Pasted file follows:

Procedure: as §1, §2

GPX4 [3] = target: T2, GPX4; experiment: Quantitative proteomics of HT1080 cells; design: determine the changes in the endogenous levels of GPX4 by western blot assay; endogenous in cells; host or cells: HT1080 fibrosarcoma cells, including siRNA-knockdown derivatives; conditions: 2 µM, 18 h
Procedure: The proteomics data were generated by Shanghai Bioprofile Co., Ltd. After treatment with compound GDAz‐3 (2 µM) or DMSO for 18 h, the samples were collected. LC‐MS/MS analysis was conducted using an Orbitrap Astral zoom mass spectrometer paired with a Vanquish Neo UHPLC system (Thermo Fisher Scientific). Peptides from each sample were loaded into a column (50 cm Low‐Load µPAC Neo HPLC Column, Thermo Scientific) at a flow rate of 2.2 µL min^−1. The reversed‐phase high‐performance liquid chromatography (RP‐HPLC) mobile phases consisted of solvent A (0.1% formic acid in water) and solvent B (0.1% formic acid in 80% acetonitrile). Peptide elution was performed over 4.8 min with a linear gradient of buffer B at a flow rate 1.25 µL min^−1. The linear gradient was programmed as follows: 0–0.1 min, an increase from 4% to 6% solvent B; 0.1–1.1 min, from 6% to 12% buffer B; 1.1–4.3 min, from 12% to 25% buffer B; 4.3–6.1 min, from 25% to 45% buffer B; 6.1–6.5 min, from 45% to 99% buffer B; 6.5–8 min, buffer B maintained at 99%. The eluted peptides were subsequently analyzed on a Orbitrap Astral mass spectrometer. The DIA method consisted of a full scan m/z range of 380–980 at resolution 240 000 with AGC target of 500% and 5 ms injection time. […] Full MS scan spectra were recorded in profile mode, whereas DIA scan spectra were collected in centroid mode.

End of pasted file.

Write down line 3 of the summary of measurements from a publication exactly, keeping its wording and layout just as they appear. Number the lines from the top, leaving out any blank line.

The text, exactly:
Procedure: The proteomics data were generated by Shanghai Bioprofile Co., Ltd. After treatment with compound GDAz‐3 (2 µM) or DMSO for 18 h, the samples were collected. LC‐MS/MS analysis was conducted using an Orbitrap Astral zoom mass spectrometer paired with a Vanquish Neo UHPLC system (Thermo Fisher Scientific). Peptides from each sample were loaded into a column (50 cm Low‐Load µPAC Neo HPLC Column, Thermo Scientific) at a flow rate of 2.2 µL min^−1. The reversed‐phase high‐performance liquid chromatography (RP‐HPLC) mobile phases consisted of solvent A (0.1% formic acid in water) and solvent B (0.1% formic acid in 80% acetonitrile). Peptide elution was performed over 4.8 min with a linear gradient of buffer B at a flow rate 1.25 µL min^−1. The linear gradient was programmed as follows: 0–0.1 min, an increase from 4% to 6% solvent B; 0.1–1.1 min, from 6% to 12% buffer B; 1.1–4.3 min, from 12% to 25% buffer B; 4.3–6.1 min, from 25% to 45% buffer B; 6.1–6.5 min, from 45% to 99% buffer B; 6.5–8 min, buffer B maintained at 99%. The eluted peptides were subsequently analyzed on a Orbitrap Astral mass spectrometer. The DIA method consisted of a full scan m/z range of 380–980 at resolution 240 000 with AGC target of 500% and 5 ms injection time. […] Full MS scan spectra were recorded in profile mode, whereas DIA scan spectra were collected in centroid mode.